California Central Coast Recipes

Shrimp Fra Diavolo

The origins of Fra Diavolo is not clear. Some say it is Italian, other say that it an American-Italian creation. Regardless of where it comes from, this is a very delicious and festive recipe. It is easy to assemble since you have the Marinara Sauce ready. It is very intense and very delicious. When you want to splurge for your company, this is a good one to serve.

Although it is traditionally made with lobster, I have found that virtually any type of shell fish works well with this sauce. Since lobster is not that available on the West Coast, I use jumbo shrimp, fresh if available, but frozen works quite well also.

One time my niece Katie, who was attending UC Santa Barbara called and said, while scuba diving she had caught some lobster (West Coast type - not Maine of course) and was bringing it up for dinner.

Immediately I thought of this recipe to make the most from the fresh lobster. Boy oh boy was that delicious! That's a great way to serve this too!

Have some good crusty peasant bread and a salad to accompany this as well as plenty of napkins and-or moist individual hand cloths. It is messy but worth it! 2018, Shrimp Fra Diavolo
Preparation time: 15 minutes
Cooking time: 1 hour
re-calculate ingredients for:


The Sauce

2 pounds Jumbo shrimp
4 cups Basic Marinara Sauce
1 large onion , chopped
1/2 cup extra virgin olive oil
4 cloves garlic , chopped
1/2 cup Italian parsley , chopped plus extra for serving
1/2 teaspoons hot pepper flakes , plus more for table
1 cup Dry White Wine
Several-grinds black pepper
Salt to taste

The Pasta

1 pound linguine

Preparation Directions.

1 Rinse the shrimp under cold water and slit the down the back of the shell to de-vein but leave the shells on. Pat dry with paper towels.

2 In a large nonreactive or stainless steel Dutch oven heat olive oil over medium heat. Add onion and cook until softened. Add garlic and cook a bit more until garlic is fragrant and just starting to become lightly golden. Do not brown!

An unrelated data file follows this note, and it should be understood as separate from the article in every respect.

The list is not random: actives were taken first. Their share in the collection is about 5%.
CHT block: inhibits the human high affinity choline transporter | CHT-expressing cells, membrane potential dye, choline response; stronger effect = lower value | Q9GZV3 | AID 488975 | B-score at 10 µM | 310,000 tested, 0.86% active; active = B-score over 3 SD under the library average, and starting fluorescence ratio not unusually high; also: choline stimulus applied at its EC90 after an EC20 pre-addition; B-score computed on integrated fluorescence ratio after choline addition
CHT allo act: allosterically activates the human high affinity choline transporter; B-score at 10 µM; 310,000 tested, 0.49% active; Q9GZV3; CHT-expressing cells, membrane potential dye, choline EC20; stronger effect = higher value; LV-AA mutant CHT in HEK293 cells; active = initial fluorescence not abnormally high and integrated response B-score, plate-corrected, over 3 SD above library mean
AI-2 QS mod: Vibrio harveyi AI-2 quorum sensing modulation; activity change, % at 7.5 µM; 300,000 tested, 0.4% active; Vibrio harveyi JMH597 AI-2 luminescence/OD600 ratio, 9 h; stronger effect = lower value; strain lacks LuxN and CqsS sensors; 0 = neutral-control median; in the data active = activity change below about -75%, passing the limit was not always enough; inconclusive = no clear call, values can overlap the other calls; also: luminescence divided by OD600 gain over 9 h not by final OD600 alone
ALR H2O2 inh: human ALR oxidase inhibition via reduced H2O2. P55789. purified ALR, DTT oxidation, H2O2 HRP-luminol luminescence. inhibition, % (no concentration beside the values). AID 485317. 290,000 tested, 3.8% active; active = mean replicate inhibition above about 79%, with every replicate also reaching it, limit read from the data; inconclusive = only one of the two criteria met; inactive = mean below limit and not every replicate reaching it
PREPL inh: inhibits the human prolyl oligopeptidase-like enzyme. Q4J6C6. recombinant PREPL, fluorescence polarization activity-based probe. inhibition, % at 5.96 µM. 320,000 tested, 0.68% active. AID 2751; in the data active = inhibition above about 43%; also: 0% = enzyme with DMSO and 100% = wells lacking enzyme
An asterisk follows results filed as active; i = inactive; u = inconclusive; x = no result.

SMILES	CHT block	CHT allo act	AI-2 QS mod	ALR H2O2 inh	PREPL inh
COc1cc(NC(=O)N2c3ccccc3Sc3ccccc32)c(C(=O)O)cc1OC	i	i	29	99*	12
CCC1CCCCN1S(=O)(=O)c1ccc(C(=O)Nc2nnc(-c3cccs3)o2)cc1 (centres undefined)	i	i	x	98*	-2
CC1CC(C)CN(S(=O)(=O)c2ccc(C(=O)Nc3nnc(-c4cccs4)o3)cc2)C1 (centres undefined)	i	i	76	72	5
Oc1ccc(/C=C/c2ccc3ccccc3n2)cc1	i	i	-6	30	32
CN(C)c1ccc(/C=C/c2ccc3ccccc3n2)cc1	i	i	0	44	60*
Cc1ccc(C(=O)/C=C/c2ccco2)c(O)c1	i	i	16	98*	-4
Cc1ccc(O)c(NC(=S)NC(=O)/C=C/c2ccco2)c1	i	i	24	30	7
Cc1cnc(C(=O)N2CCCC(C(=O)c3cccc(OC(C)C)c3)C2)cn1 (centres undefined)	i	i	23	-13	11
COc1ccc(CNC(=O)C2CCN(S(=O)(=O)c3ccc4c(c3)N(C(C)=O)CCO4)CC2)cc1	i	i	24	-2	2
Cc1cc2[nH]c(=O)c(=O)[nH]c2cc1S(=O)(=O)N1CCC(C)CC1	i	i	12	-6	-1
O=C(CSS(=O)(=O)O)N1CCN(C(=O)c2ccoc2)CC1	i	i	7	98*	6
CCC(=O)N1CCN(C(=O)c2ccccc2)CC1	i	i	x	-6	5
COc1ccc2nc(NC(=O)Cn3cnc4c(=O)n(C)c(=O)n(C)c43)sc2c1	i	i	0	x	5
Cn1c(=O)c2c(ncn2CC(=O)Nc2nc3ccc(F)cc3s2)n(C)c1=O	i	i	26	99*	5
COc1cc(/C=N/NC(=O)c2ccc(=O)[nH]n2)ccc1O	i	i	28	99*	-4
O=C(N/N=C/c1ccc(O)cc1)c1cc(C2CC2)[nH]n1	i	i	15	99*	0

3 Stir in hot pepper flakes, black pepper and parsley. Cook, stirring until fragrant a minute or two.

4 Place the shrimp int the pan and saute over medium heat for a few minutes just until the shrimp turn pink.

5 Add the white wine to de-glaze the pan and shrimp. Bring the pan heat up to medium high, simmer 2 - 3 minutes, then remove the shrimp to a bowl, cover and set aside until later . Continue to reduce the wine down by one half.

6 Add Marinara sauce to pan. Reduce the heat and bring the sauce up to a slow simmer for 15 to 20 minutes, stirring occasionally and picking up bits of ingredients from the bottom of the pan to combine well.

7 In the meantime, put a large stockpot of hot water on the stove and bring to boiling. Add 1 tablespoon of salt to the water, stir and then add the pasta. Stir the water again and bring to a boil and cook the pasta, stirring occasionally, to al dente or as directed on the package.

8 When the pasta is almost ready, add the shrimp back to the sauce to heat gently. Salt to taste.

9 Pour drained pasta on large serving plate, spoon the Fra Diavolo sauce over pasta, and arrange shrimp around sides.

10 Sprinkle a little additional chopped parsley over top and serve. Have plenty of napkins available as well little shellfish forks and sharp knives.

11 Have additional red pepper flakes available on the table.

Wine and Food Pairing and Serving Suggestions.

Wine suggestion: A Red Zinfandel works well with this.

A tip from Sue!

Frying fish is not hard

Frying fish is not hard. The trick is to evenly coat the fish and allow the coating to set and dry a bit before frying. The purpose of the coating is to keep moisture in NOT absorb oil! To minimize oil absorption fry at a temperature between 350F and 400F max